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Argentine football, squatters, and the rule of law

I attended a somewhat scary football match today that got me thinking about open source and its views on IP.

I watched Argentinia smack Chile down tonight (2-0), and found the experience of attending the match fascinating, and a little scary. I've been to a lot of games over in England, where things can get a bit dicey, but this was the first time that I actually feared for my safety.

Why? Because the crowd didn't seem to abide by any particular laws. I watched this man get shouted out of the stadium. Why? Because he bought a ticket for himself and his wife and tried to sit in his seats. When he asked the squatters who occupied his seats to move, he was jeered and booed until he gave up his seats.

In fact, no one (including us, since when we arrived people were in our seats) seemed to sit in their assigned seats. I was scared to use the restroom because I figured doing so would be tantamount to surrendering my seats. Other fans had it worse: they were separated from the field by razor wire which was intended to keep them from attacking visiting fans. It felt a bit like the Wild West....

I think sometimes Microsoft and the proprietary world think that open-source developers think like the seat-squatters in Argentina. I suspect that this is one reason that Ballmer can make claims about patent infringement with a straight face, as if open-source developers flaunt IP laws casually. But he, and those who think like him, are wrong.

Open-source developers, including both individual developers and commercial developers, care deeply about intellectual property. It is the foundation for everything we do. Without copyright law, there is no copyleft. Without IP, there is nothing to contribute. There is no freedom to protect.

What the proprietary world doesn't seem to grasp is that one can care deeply about IP and still give it away. Intentionally. Either out of philosophical principle or out of competitive, capitalist strategy.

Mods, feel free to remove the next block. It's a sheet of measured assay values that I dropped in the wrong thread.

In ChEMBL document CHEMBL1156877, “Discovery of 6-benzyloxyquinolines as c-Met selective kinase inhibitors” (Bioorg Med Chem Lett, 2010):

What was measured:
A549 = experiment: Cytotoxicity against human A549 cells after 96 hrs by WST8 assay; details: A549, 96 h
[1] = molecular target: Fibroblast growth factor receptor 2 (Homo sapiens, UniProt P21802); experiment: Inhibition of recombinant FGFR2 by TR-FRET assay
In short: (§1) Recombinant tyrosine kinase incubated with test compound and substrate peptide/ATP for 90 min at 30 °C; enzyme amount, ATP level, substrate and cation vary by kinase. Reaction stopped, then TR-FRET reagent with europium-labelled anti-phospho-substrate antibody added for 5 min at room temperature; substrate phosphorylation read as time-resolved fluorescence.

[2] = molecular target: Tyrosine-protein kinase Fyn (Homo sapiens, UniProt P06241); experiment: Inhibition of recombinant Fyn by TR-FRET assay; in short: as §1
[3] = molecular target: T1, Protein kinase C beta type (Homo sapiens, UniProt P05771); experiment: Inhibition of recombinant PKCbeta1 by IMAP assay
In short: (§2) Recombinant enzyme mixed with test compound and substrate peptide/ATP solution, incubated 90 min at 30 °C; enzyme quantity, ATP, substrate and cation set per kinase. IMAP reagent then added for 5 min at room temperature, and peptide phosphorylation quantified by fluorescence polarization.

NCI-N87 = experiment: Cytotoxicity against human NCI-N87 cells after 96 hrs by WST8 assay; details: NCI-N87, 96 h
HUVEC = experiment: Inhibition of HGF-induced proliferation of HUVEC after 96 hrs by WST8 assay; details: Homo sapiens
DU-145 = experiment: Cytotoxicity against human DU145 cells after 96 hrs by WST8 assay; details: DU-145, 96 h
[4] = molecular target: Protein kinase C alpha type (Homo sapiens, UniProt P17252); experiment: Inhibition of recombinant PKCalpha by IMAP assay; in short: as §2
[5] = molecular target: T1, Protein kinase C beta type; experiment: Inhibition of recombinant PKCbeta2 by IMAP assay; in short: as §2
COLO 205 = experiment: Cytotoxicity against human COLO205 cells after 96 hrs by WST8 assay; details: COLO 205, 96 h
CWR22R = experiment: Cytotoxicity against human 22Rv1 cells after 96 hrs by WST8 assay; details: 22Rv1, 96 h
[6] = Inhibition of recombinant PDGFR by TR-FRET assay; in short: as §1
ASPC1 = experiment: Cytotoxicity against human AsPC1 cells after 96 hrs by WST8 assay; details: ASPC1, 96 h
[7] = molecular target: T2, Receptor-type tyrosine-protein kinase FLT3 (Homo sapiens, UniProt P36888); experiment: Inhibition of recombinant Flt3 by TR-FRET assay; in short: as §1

The proprietary world seems to want to say, "There's only one way to play this game. It's the way it's always been played." But the open-source world, as can be seen in this picture of my daughter watching a game of calle (street soccer) in the Boca barrio of Buenos Aires, wants to play roughly the same game (software), but in a different context.

Sometimes open-source developers are interested in just playing the game in a friendly, calle fashion. Other times, it's pure business. In either case, Microsoft and its ilk don't seem to grok the nuances of the open-source game and so castigate it as lawless or simply disrespectful of IP (like my seat squatters).

We may choose to emphasize different rules over others, but open source depends on rules, just like the proprietary world does. We don't want to operate in an anarchic industry where people steal code any more than Microsoft does. Open source respects intellectual property, and creates a tremendous amount of it. We, too, want to pay for a seat (develop our code) and know that we can sit down in it (contribute it back and protect it).

We're really no different, except that we choose to share rather than horde. But we can only share on the same foundation of law that proprietary vendors use to horde. There are no seat squatters here.